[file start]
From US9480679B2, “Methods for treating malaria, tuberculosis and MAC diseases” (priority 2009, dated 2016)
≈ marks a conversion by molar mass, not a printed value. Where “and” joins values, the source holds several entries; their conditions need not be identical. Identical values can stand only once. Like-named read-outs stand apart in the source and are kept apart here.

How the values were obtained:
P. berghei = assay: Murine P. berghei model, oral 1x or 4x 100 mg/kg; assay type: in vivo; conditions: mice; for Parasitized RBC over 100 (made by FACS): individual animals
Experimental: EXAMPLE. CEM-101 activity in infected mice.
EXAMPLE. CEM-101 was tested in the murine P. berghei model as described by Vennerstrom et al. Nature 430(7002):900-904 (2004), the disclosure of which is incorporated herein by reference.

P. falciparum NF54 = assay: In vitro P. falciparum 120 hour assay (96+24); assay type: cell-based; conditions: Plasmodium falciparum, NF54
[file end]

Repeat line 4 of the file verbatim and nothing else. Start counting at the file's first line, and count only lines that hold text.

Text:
P. berghei = assay: Murine P. berghei model, oral 1x or 4x 100 mg/kg; assay type: in vivo; conditions: mice; for Parasitized RBC over 100 (made by FACS): individual animals